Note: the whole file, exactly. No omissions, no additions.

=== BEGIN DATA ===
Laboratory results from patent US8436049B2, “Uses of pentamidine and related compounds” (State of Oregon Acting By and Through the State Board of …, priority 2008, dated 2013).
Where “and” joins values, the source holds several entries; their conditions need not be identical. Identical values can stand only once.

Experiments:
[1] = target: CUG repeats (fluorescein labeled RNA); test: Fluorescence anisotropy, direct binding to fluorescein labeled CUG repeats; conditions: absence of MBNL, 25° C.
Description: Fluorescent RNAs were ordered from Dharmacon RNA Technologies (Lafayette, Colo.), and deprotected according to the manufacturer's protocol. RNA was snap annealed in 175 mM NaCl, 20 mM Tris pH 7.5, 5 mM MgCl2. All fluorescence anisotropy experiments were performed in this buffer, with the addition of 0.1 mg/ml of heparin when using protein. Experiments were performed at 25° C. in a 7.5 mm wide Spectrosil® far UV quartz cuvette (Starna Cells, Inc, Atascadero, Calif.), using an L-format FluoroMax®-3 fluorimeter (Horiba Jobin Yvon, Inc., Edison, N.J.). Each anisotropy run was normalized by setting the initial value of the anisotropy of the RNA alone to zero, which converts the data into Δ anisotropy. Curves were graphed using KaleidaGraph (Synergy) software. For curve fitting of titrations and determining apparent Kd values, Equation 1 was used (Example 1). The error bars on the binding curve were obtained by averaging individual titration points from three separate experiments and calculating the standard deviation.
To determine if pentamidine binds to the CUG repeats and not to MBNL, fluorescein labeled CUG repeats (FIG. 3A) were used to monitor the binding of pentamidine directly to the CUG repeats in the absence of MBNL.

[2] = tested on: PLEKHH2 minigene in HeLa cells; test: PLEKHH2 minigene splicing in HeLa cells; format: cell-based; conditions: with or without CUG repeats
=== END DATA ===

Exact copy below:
Laboratory results from patent US8436049B2, “Uses of pentamidine and related compounds” (State of Oregon Acting By and Through the State Board of …, priority 2008, dated 2013).
Where “and” joins values, the source holds several entries; their conditions need not be identical. Identical values can stand only once.

Experiments:
[1] = target: CUG repeats (fluorescein labeled RNA); test: Fluorescence anisotropy, direct binding to fluorescein labeled CUG repeats; conditions: absence of MBNL, 25° C.
Description: Fluorescent RNAs were ordered from Dharmacon RNA Technologies (Lafayette, Colo.), and deprotected according to the manufacturer's protocol. RNA was snap annealed in 175 mM NaCl, 20 mM Tris pH 7.5, 5 mM MgCl2. All fluorescence anisotropy experiments were performed in this buffer, with the addition of 0.1 mg/ml of heparin when using protein. Experiments were performed at 25° C. in a 7.5 mm wide Spectrosil® far UV quartz cuvette (Starna Cells, Inc, Atascadero, Calif.), using an L-format FluoroMax®-3 fluorimeter (Horiba Jobin Yvon, Inc., Edison, N.J.). Each anisotropy run was normalized by setting the initial value of the anisotropy of the RNA alone to zero, which converts the data into Δ anisotropy. Curves were graphed using KaleidaGraph (Synergy) software. For curve fitting of titrations and determining apparent Kd values, Equation 1 was used (Example 1). The error bars on the binding curve were obtained by averaging individual titration points from three separate experiments and calculating the standard deviation.
To determine if pentamidine binds to the CUG repeats and not to MBNL, fluorescein labeled CUG repeats (FIG. 3A) were used to monitor the binding of pentamidine directly to the CUG repeats in the absence of MBNL.

[2] = tested on: PLEKHH2 minigene in HeLa cells; test: PLEKHH2 minigene splicing in HeLa cells; format: cell-based; conditions: with or without CUG repeats